Friday, December 21, 2012

Economic Wack-A-Mole

Cave wrote an interesting article decrying the progression of economists from the failed "scientific socialism" planning to the new, improved soon-to-be-failed "scientific capitalism" planning as they try to decrease risk in the economy. (What Hayek called the "fatal conceit.") He includes one line from Popper: Karl Popper explained: "In an economic system, if the goal of the authorities is to reduce some particular risks, then the sum of all these suppressed risks will reappear one day through a massive increase in the systemic risk and this will happen because the future is unknowable". So the sum of risks is relatively constant and one can take them in small, digestible doses or in one, large, indigestible block.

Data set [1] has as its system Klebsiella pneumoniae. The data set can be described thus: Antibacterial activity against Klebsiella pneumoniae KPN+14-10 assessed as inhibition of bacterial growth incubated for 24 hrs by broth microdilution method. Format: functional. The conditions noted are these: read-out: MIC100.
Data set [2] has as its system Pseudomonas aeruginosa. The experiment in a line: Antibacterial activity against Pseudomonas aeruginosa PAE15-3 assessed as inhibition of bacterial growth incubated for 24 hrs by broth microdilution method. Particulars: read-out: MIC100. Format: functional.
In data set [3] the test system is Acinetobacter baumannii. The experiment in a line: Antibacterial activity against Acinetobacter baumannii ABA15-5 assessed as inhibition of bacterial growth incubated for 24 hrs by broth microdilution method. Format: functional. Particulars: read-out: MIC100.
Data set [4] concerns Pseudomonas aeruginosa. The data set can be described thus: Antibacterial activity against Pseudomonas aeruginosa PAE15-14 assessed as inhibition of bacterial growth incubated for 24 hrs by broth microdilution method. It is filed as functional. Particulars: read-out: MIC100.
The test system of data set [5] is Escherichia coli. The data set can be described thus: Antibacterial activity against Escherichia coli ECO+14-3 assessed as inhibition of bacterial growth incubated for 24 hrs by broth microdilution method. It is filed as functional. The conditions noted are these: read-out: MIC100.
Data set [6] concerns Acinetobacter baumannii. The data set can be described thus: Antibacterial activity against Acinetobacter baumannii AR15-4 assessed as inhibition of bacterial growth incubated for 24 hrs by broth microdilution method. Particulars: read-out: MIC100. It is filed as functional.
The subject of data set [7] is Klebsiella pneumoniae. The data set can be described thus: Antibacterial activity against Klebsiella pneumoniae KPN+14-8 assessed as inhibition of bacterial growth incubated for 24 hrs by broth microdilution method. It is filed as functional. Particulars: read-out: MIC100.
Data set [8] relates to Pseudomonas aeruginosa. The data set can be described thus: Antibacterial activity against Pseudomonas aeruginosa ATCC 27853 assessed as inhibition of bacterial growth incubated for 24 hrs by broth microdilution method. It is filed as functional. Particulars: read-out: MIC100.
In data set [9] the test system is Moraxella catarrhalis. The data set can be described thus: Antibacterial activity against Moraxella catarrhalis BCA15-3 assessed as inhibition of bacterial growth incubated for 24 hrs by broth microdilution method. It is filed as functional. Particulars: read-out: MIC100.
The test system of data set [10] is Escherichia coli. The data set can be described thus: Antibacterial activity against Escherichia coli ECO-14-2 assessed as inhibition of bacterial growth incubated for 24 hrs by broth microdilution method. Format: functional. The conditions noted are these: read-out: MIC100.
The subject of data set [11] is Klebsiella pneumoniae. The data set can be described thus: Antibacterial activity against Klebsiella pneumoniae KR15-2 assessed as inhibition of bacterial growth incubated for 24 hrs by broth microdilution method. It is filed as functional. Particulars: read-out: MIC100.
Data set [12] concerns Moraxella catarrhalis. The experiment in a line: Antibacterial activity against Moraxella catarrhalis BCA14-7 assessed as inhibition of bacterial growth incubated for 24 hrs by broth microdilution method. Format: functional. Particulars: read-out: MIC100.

Note that the effort is made to manipulate what cannot be manipulated. The recognition of our limits is not fatalistic, it is realistic. And the efforts of economists and politicians to avert the consequences of mistakes is little more than those of a witch doctor sacrificing a virgin to sedate the volcano.

Sometimes it seems to work. 

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